Ludwig and Konrad fell on their knees before Dietrich, kissed his hands, hailed him as their lord, and told him they would help him in whatever he wanted to do. Then Dietrich took them by the hand and set them next to him, and they exchanged tidings. Ludwig invited Dietrich to his castle, but Dietrich told him he'd stay in the forest for a while, while Hildebrand rode to meet his son Alebrand. And while Hildebrand made himself ready they had a great feast, but Dietrich refused to go into the castle because he had sworn not to enter any house before his good castle at Bern.


Hildebrand and Konrad set out, and Konrad advised Hildebrand to tell Alebrand straight away who he was, because if he didn't Alebrand might kill him, he was that good of a warrior. And Hildebrand asked for a description of Alebrand. Konrad told him Alebrand had a white stallion, and the nails in his shoes were golden, and so were his horseshoes. His shield was white with a castle on it. And you are too old to stand up to him.

Hildebrand laughed and said that even though Alebrand might be too proud to compare himself to another man, it might still be that he wouldn't tell me his name before I tell him mine.


Now Hildebrand rode on the road to BernKonrad seems to have disappeared, and when he neared the town he saw a man with two dogs and a falcon, and the man sat proudly on a white horse, and his armour was white but Bern was painted on it with golden towers. Hildebrand rode towards him.

When Alebrand saw an armed man riding towards him, he rode towards the man. When he saw that the man did not bow to him he became angry and readied himself for a fight and spurred on his horse. And Hildebrand held his shield before his breast, brought his lance forward, and also spurred on his horse. Both now put their lance in the other man's shield so strongly that both shafts splintered, and the old man jumped from his horse and drew his sword, and the young man as well. They fought until both were tired, and put their shields down and leaned on them.


Now Alebrand asked who this old man standing before him was. And tell me quickly what your name is, and surrender your weapons to retain your life. Hildebrand replied that, before telling his name, he wanted to know the name of his opponent, and surrender your weapons freely or by force.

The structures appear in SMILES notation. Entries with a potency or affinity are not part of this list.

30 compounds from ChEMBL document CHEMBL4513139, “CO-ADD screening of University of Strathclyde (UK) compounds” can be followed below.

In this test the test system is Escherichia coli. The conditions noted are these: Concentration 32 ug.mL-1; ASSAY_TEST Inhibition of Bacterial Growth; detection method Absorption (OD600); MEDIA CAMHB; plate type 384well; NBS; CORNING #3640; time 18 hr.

Then Alebrand swung his sword at the old man, and Hildebrand struck back, and the fight became hard and was twice as valiant as before. Then they became tired again, and Alebrand put down his shield to rest, and Hildebrand did the same.

And Alebrand said: tell me your name and surrender your weapons and you'll live, but if not then you will be killed. You did not tell me before, and without dishonour, but now you will, and without victory, and lose all your weapons, or you will die. And the young man became even fiercer and tried to kill the old man, but he defended himself bravely.

Now Hildebrand said: If you are from the Wölfing family, tell me, and I will make peace with you, but if you’re not I’ll kill you. And Alebrand replied: Give up if you want to live. But I am no more a Wölfing than you are, and now tell me who you are. If you knew who I am you wouldn't call my father a Wölfing. And again they fought even harder.

Then Hildebrand struck a mighty blow at the young man’s thigh, so that the armour was cut open and Alebrand was wounded so severely that he could hardly use his foot. And now Alebrand said: Here is my sword, I will surrender and can no longer fight. You have the fiend in your handhis sword; same sentence as in 402. The old man turned around his shield and stretched his hand to take the sword, but Alebrand struck at him and tried to cut off his hand. But the old man quickly brought his shield back and said: You learned that blow from your mother, and not from your father. And Hildebrand attacked so swiftly that Alebrand fell to the ground, and Hildebrand sprang on top of him and set his sword on the young man’s chest and said: Tell me quickly who you are and who your family is, or you will lose your life.

Then Alebrand said: I won’t tell you, and I don’t care about my life now that I’ve been vanquished by such an old gray goosegrágás. And Hildebrand said: If you want to keep your life, tell me quickly if you are Alebrand my son, and I’ll be Hildebrand your father. And Alebrand said: If you’re Hildebrand my father, then I’m Alebrand your son.

Then Hildebrand rose and Alebrand as well, and they kissed each other and regarded each other. Now Hildebrand became quite pleased with his son, and Alebrand with his father, and they jumped on their horses and rode to Bern. And Alebrand asked: Where did you part with king Dietrich? And Hildebrand told him everything that had happened and how they separated in the forest, and Alebrand rode there with all his men.